Grand Canyon-Tusayan voters went with the incumbents in the only two contested races in Tuesday’s election.
Jon Streit, a current member of the school board who was appointed to the position by the county one year ago, retained his seat by garnering 59.6 percent of the unofficial vote. Eric Guiessaz, a local resident and parent who lives in rural Tusayan, attracted 40.4 percent of the vote. Streit will serve a two-year term.
Streit won with a strong showing in Grand Canyon Village, 194-100. Guiessaz won the Tusayan vote by a 49-26 count.
Streit, who works for Xanterra Parks and Resorts, has become more and more vocal on school issues in recent months. After first being appointed, Streit took it all in and familiarized himself with the position.
Guiessaz, meanwhile, is a well-known local resident who has lived in the area for 30 years. Guiessaz has always been vocal on issues of importance to him, whether it involves education or topics concerning other government agencies.
Bess Foster and Tammie Harris ran uncontested for the two four-year term vacancies on the school board.
Thus, the board on Jan. 1 will include Streit, Foster, Harris, Chuck Wahler and Tom Pittenger. Nicky Lindig will serve out his term until Dec. 31.
On the Tusayan Fire District Board, incumbents John Thurston, Ann Wren and Brenda Halvorson all retained their seats. Thurston and Wren were well ahead with 58 and 55 votes, respectively, while the battle for third came down to the wire. Halvorson received 37 votes, just six more than Coy Clayton.
On the Coconino Association for Vocations, Industry and Technology Board, Clarinda Vail ran uncontested for the District 2 seat, which represents Grand Canyon and Tusayan. Dan Tobin was the lone candidate for the District 5 seat, which is an at-large position.
John Quinn and Chris Thurston were re-elected to seats on the South Grand Canyon Sanitary District Board in an uncontested race.
Finally, the Grand Canyon School budget override passed by an overwhelming 75-25 margin. In the village, the override passed by an 80-20 margin while in Tusayan, it passed by a slimmer margin of 57.5-42.5.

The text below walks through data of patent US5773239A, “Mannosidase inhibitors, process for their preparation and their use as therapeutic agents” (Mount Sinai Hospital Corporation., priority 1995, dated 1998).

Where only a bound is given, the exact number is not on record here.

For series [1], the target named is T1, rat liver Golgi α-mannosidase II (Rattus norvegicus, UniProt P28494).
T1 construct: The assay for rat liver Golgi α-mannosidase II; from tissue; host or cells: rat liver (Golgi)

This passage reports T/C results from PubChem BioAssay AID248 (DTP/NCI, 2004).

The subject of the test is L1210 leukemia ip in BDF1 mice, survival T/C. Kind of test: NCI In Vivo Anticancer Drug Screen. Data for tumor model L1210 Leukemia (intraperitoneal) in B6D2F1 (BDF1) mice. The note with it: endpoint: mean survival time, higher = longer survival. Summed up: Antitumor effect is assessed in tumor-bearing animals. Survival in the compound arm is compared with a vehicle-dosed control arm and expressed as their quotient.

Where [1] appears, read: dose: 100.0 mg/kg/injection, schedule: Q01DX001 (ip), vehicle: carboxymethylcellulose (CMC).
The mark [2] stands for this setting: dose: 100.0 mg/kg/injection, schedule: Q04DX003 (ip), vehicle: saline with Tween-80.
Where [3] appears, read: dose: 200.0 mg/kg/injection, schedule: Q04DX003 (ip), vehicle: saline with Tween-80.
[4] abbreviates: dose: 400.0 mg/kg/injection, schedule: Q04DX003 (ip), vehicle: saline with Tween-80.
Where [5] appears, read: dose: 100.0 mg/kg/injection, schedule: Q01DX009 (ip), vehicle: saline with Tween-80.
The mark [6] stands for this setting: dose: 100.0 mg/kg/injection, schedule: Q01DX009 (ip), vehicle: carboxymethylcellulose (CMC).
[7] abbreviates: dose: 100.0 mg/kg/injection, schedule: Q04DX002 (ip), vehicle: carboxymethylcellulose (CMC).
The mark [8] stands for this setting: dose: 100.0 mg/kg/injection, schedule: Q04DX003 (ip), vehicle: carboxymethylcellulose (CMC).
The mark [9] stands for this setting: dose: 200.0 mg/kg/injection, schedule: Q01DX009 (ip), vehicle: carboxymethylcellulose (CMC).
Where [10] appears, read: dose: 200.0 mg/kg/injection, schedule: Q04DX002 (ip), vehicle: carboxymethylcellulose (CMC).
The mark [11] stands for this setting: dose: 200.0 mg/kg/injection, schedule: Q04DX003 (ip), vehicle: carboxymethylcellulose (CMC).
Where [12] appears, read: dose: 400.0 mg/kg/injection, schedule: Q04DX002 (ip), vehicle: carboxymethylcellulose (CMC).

Voter turnout in the Grand Canyon and Tusayan precincts were below 50 percent. Of the 810 registered voters in Grand Canyon Village, 44.2 percent of them chose to go to the polls on Nov. 5. In Tusayan, 38.4 percent of the 357 registered voters took part in the process.
In the other elections included on the ballot, preferences for Republican and Democratic candidates could be easily seen in the results when it came to the two precincts.
All Democrats on the ballot won in the Grand Canyon precinct, most of them by overwhelming margins. Democrat George Cordova won 62 percent of the vote in the U.S. representative election, for example, while Republican Rick Renzi garnered just 28 percent.
Meanwhile in Tusayan, all Republicans on the ballot won in that precinct, although some of the races were closer compared to Grand Canyon’s results.
Again using Cordova-Renzi as an example, the Republican candidate got 55 percent of the Tusayan vote, compared to 38.3 percent for Cordova.
For governor, Janet Napolitano won in Grand Canyon while Matt Salmon won in Tusayan.
On the various propositions, there was an interesting vote on 203, the initiative on marijuana. Although voted down statewide by a large margin, Prop. 203 passed in both Grand Canyon and Tusayan by a 60-40 margin.
Proposition 302 (jail for drug offenses) and Proposition 303 (tobacco tax) both passed statewide and in the local area.
On the gaming measures, Proposition 202 passed in the Grand Canyon precinct (189 to 151) but failed in the Tusayan precinct (81 to 48). The measure called for the continuation of casino-style gambling on reservations only while a portion of proceeds go to the state.
Prop. 201, sponsored by the race track industry, and Prop. 200, sponsored by the Colorado River Indian Tribes, were both voted down locally and statewide decisively.